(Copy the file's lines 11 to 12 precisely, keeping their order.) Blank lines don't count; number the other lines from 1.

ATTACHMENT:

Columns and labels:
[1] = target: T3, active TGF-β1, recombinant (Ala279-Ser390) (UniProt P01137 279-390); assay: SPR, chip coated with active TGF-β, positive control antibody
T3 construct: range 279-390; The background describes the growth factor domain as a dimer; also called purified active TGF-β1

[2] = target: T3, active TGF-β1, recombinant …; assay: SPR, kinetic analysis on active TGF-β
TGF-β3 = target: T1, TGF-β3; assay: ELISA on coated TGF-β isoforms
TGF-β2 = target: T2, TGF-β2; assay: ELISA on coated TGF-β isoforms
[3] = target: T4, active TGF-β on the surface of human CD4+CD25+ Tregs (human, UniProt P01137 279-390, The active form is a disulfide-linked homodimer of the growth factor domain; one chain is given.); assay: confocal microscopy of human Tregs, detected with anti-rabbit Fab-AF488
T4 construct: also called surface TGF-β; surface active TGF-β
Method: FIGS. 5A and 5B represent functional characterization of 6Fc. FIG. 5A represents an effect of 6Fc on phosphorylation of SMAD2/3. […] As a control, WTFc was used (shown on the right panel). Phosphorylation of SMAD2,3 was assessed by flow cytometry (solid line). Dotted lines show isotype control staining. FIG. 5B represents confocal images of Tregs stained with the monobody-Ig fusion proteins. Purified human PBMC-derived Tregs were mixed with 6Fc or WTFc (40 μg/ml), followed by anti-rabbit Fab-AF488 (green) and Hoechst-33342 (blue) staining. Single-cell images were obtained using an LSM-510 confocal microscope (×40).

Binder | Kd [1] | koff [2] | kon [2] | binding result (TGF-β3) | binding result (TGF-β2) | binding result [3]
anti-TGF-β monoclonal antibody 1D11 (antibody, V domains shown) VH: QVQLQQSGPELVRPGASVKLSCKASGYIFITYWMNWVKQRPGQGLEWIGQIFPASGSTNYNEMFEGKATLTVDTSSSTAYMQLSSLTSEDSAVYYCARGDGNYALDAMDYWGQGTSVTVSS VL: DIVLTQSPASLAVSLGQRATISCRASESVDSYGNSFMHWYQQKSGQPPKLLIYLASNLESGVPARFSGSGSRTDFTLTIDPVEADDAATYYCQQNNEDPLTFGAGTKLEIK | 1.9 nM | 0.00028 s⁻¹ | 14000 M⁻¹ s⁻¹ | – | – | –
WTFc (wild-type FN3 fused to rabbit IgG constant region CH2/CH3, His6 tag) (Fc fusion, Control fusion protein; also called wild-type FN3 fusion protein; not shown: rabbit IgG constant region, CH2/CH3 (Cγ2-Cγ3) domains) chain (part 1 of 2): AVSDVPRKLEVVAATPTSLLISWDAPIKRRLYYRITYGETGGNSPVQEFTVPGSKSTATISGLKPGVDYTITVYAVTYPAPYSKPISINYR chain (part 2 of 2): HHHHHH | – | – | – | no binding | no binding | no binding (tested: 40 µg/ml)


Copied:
anti-TGF-β monoclonal antibody 1D11 (antibody, V domains shown) VH: QVQLQQSGPELVRPGASVKLSCKASGYIFITYWMNWVKQRPGQGLEWIGQIFPASGSTNYNEMFEGKATLTVDTSSSTAYMQLSSLTSEDSAVYYCARGDGNYALDAMDYWGQGTSVTVSS VL: DIVLTQSPASLAVSLGQRATISCRASESVDSYGNSFMHWYQQKSGQPPKLLIYLASNLESGVPARFSGSGSRTDFTLTIDPVEADDAATYYCQQNNEDPLTFGAGTKLEIK | 1.9 nM | 0.00028 s⁻¹ | 14000 M⁻¹ s⁻¹ | – | – | –
WTFc (wild-type FN3 fused to rabbit IgG constant region CH2/CH3, His6 tag) (Fc fusion, Control fusion protein; also called wild-type FN3 fusion protein; not shown: rabbit IgG constant region, CH2/CH3 (Cγ2-Cγ3) domains) chain (part 1 of 2): AVSDVPRKLEVVAATPTSLLISWDAPIKRRLYYRITYGETGGNSPVQEFTVPGSKSTATISGLKPGVDYTITVYAVTYPAPYSKPISINYR chain (part 2 of 2): HHHHHH | – | – | – | no binding | no binding | no binding (tested: 40 µg/ml)